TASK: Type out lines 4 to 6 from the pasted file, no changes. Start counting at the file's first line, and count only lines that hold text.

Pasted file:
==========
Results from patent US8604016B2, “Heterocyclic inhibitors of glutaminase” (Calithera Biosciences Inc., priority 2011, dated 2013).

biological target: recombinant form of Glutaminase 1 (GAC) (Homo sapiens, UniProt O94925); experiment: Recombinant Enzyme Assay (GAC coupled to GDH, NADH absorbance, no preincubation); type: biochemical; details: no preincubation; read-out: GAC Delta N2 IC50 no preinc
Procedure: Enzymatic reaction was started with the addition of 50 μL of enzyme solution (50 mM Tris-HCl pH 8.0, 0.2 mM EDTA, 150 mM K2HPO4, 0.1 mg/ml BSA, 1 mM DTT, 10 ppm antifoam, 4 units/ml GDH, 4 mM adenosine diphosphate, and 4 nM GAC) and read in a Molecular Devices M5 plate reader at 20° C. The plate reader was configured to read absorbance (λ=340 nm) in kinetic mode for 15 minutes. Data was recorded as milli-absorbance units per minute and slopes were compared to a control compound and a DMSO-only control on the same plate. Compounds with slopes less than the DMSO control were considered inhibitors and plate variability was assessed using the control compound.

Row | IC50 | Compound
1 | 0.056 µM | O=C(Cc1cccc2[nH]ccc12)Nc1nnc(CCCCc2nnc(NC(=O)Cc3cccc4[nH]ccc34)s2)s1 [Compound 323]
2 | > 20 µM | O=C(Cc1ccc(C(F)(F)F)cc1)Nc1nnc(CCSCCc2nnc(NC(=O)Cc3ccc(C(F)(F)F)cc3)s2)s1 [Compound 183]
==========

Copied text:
Row | IC50 | Compound
1 | 0.056 µM | O=C(Cc1cccc2[nH]ccc12)Nc1nnc(CCCCc2nnc(NC(=O)Cc3cccc4[nH]ccc34)s2)s1 [Compound 323]
2 | > 20 µM | O=C(Cc1ccc(C(F)(F)F)cc1)Nc1nnc(CCSCCc2nnc(NC(=O)Cc3ccc(C(F)(F)F)cc3)s2)s1 [Compound 183]